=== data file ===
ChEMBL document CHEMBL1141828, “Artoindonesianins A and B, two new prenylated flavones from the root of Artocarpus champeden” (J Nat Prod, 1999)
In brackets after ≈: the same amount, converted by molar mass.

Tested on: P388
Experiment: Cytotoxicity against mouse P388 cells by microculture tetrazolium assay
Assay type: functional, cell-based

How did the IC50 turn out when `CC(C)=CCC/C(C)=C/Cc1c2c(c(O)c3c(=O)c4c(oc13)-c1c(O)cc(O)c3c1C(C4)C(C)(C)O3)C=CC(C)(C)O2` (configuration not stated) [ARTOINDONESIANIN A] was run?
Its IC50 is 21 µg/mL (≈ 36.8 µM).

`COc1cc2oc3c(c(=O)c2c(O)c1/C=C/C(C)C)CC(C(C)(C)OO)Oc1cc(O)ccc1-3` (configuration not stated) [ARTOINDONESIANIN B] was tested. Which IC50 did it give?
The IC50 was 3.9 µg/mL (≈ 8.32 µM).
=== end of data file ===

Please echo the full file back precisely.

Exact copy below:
ChEMBL document CHEMBL1141828, “Artoindonesianins A and B, two new prenylated flavones from the root of Artocarpus champeden” (J Nat Prod, 1999)
In brackets after ≈: the same amount, converted by molar mass.

Tested on: P388
Experiment: Cytotoxicity against mouse P388 cells by microculture tetrazolium assay
Assay type: functional, cell-based

How did the IC50 turn out when `CC(C)=CCC/C(C)=C/Cc1c2c(c(O)c3c(=O)c4c(oc13)-c1c(O)cc(O)c3c1C(C4)C(C)(C)O3)C=CC(C)(C)O2` (configuration not stated) [ARTOINDONESIANIN A] was run?
Its IC50 is 21 µg/mL (≈ 36.8 µM).

`COc1cc2oc3c(c(=O)c2c(O)c1/C=C/C(C)C)CC(C(C)(C)OO)Oc1cc(O)ccc1-3` (configuration not stated) [ARTOINDONESIANIN B] was tested. Which IC50 did it give?
The IC50 was 3.9 µg/mL (≈ 8.32 µM).